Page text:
Victorian children had dolls to play with just like children do today, and — kids being kids — these dolls were cuddled like infants, taken on outings, and joined in tea parties, games or whatever world of make-believe their owners conjured up.
Accessories for dolls were varied as they are now, but one was typically Victorian: It was a tiny black mourning dress and a tiny coffin. Children would play at laying out the doll as they might one day do for their own loved ones.
Even without the long black funeral gown, a doll was likely to receive last rites. The English author Mary Carbery, who was born in 1849, recalled her siblings and cousins burying her favourite doll, Otto, in the garden during a “game of funeral.”
“Playing funeral” was common across the mid- to late-1800s. In Charles Dickens’s 1840 novel The Old Curiosity Shop, his protagonist, Nell, stumbles across a group of children in a graveyard “playing funeral” with a very realistic doll — their baby brother or sister.
“Some young children sported among the tombs, and hid from each other, with laughing faces. They had an infant with them, and had laid it down asleep upon a child’s grave, in a little bed of leaves.”
The possibility of a premature end hung heavily over children’s rhymes, singing games and bedtime stories like a shroud.
Lewis Carroll’s Alice’s Adventures in Wonderland (1865) is crammed full of poisons and the threat of fatality, Charles Kingsley’s The Water-Babies (1863) begins with its hero drowning, and JM Barrie’s Peter Pan (1904) was inspired by the demise of the author’s brother, David, who died aged 14-years-old after a skating accident.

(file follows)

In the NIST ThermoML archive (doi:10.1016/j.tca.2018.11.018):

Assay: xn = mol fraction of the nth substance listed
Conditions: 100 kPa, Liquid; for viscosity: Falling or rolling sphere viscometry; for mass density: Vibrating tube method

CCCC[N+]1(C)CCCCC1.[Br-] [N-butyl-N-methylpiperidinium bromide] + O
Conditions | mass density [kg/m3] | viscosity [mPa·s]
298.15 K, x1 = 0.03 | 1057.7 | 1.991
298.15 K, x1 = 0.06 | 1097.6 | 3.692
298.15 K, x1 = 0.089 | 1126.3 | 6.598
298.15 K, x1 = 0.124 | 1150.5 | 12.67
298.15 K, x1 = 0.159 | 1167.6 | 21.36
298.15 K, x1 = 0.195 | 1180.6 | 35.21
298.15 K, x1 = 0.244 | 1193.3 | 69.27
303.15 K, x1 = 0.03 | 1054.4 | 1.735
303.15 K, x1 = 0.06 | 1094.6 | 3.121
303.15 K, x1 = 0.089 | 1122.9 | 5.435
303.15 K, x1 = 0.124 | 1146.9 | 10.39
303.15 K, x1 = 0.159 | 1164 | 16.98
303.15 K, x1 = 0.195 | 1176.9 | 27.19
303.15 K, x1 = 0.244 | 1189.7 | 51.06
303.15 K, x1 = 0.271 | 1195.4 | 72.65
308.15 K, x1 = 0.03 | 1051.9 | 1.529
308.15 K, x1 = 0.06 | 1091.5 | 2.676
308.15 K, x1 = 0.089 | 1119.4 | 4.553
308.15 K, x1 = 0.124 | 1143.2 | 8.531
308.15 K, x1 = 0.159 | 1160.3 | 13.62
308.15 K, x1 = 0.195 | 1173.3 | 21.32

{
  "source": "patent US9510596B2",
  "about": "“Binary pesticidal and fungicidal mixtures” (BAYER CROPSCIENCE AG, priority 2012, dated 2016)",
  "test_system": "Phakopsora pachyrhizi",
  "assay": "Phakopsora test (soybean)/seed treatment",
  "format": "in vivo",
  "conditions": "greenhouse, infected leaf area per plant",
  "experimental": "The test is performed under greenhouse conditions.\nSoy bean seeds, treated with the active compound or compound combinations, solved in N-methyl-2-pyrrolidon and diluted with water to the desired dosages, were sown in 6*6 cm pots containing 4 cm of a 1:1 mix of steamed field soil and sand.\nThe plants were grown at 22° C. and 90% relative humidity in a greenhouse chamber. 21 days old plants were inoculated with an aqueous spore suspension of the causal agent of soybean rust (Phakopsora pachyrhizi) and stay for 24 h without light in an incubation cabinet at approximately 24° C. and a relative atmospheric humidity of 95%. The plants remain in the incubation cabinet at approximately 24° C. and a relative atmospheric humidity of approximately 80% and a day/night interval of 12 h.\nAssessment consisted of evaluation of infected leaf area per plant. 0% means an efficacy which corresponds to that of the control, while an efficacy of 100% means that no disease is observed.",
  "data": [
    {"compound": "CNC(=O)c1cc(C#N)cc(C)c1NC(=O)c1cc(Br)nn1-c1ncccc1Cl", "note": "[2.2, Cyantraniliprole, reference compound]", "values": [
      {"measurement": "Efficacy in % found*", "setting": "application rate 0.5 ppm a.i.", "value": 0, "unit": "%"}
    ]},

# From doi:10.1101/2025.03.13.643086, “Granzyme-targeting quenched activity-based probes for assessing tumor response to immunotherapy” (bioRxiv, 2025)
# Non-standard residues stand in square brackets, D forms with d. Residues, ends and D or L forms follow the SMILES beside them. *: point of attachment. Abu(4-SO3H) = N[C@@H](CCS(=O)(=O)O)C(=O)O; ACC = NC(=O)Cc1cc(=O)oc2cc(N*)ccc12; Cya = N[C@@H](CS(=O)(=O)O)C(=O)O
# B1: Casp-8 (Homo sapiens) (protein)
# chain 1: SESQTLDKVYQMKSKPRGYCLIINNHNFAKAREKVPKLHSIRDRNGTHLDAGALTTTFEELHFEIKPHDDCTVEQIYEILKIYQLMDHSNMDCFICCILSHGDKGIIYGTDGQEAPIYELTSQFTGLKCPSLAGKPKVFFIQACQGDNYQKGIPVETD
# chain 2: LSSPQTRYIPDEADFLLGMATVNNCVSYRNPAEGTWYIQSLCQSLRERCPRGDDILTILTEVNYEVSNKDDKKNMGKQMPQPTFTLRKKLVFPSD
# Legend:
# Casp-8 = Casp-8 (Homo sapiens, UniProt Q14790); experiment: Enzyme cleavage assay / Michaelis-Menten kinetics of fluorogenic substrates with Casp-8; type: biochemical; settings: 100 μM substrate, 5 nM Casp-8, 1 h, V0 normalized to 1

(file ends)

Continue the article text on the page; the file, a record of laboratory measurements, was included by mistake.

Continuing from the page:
The English writer and poet Christina Rossetti published Sing-Song: A Nursery Rhyme Book in 1893, and if you’re wondering why you never heard these at pre-school, it’s because the subject matter can get a little macabre:
“A baby’s cradle with no baby in it,
A baby’s grave where autumn leaves drop sere;
The sweet soul gathered home to Paradise,
The body waiting here.”
“Baby lies so fast asleep
That we cannot wake her:
Will the angels clad in white
Fly from heaven to take her?”
Religion played a role of course. Children’s prayers, psalms and hymns all kept the possibility of death — and the Christian faith needed to embrace it — firmly at the forefront of their minds.
A particularly heavy handed example was the hymn ‘One day, dear children, you must die’, which appeared in the book Hymns for Infant Children (1862):
“One day, dear children you must die
Though you are young and healthy now
Within the grave your limbs must lie
And cold and stuff your bodies grow”
The industrialization of the mid-19th century had led to the rapid growth of towns and cities as country folk moved for work, forcing them to live together in areas of high pollution and poor sanitation.
These were perfect environments for all manner of illnesses to thrive, such as smallpox, measles, whooping cough, diphtheria, tuberculosis and dysentery, followed by periodic epidemics of cholera, scarlet fever, typhoid or influenza.
These are all preventable or treatable today, but for the bulk of the 1800s medicine simply wasn’t up to the task, and children were especially vulnerable.
The infant mortality rate in England and Wales in the 1890s was approximately 15 percent — 150 out of every 1,000 children were expected to pass away before adulthood.
In some urban neighborhoods it was much higher — around 30 percent in the Borough of Islington in North London, suggesting that the comparative health of rural or middle class youth versus their slum-dwelling city counterparts was pulling the average down.
As an all-too-real fact of their young lives, Victorian parents had to prepare their children because the odds were they would likely soon lose a brother or sister, school friend, or even themselves.
Read another story from us: Mary Really did Have a Little Lamb – The True Story of the Nursery Rhyme
Grief was real and the pain of losing a loved one was felt as keenly then as today, but in letting their offspring explore mortality through their toys, games and stories, Victorian mothers and fathers were doing the best they could to ensure their children lived without fear.